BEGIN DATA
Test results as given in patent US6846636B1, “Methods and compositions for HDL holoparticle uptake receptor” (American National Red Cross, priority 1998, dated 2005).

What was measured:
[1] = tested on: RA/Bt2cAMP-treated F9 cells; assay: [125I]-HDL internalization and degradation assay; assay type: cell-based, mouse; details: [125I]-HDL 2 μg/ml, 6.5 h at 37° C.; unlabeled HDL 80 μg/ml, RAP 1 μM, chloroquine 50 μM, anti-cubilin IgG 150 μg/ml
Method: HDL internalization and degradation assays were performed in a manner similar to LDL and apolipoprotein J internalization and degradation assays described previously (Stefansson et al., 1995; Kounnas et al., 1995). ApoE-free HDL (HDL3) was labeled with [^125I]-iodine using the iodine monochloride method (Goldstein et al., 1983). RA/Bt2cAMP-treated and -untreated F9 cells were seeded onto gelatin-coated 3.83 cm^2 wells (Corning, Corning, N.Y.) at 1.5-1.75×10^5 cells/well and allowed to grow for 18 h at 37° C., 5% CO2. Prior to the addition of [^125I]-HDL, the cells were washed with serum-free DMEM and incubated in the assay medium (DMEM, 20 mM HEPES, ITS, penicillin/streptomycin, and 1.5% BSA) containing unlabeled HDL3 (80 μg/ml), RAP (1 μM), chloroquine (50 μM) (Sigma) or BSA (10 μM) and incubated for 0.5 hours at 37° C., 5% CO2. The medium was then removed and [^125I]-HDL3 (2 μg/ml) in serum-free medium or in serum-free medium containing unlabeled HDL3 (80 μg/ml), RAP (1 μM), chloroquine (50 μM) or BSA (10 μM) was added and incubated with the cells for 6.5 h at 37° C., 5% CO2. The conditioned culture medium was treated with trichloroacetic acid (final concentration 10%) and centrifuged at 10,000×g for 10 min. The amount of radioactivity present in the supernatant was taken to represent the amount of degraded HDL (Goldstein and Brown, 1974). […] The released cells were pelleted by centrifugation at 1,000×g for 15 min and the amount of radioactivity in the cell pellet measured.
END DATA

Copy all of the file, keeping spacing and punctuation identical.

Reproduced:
Test results as given in patent US6846636B1, “Methods and compositions for HDL holoparticle uptake receptor” (American National Red Cross, priority 1998, dated 2005).

What was measured:
[1] = tested on: RA/Bt2cAMP-treated F9 cells; assay: [125I]-HDL internalization and degradation assay; assay type: cell-based, mouse; details: [125I]-HDL 2 μg/ml, 6.5 h at 37° C.; unlabeled HDL 80 μg/ml, RAP 1 μM, chloroquine 50 μM, anti-cubilin IgG 150 μg/ml
Method: HDL internalization and degradation assays were performed in a manner similar to LDL and apolipoprotein J internalization and degradation assays described previously (Stefansson et al., 1995; Kounnas et al., 1995). ApoE-free HDL (HDL3) was labeled with [^125I]-iodine using the iodine monochloride method (Goldstein et al., 1983). RA/Bt2cAMP-treated and -untreated F9 cells were seeded onto gelatin-coated 3.83 cm^2 wells (Corning, Corning, N.Y.) at 1.5-1.75×10^5 cells/well and allowed to grow for 18 h at 37° C., 5% CO2. Prior to the addition of [^125I]-HDL, the cells were washed with serum-free DMEM and incubated in the assay medium (DMEM, 20 mM HEPES, ITS, penicillin/streptomycin, and 1.5% BSA) containing unlabeled HDL3 (80 μg/ml), RAP (1 μM), chloroquine (50 μM) (Sigma) or BSA (10 μM) and incubated for 0.5 hours at 37° C., 5% CO2. The medium was then removed and [^125I]-HDL3 (2 μg/ml) in serum-free medium or in serum-free medium containing unlabeled HDL3 (80 μg/ml), RAP (1 μM), chloroquine (50 μM) or BSA (10 μM) was added and incubated with the cells for 6.5 h at 37° C., 5% CO2. The conditioned culture medium was treated with trichloroacetic acid (final concentration 10%) and centrifuged at 10,000×g for 10 min. The amount of radioactivity present in the supernatant was taken to represent the amount of degraded HDL (Goldstein and Brown, 1974). […] The released cells were pelleted by centrifugation at 1,000×g for 15 min and the amount of radioactivity in the cell pellet measured.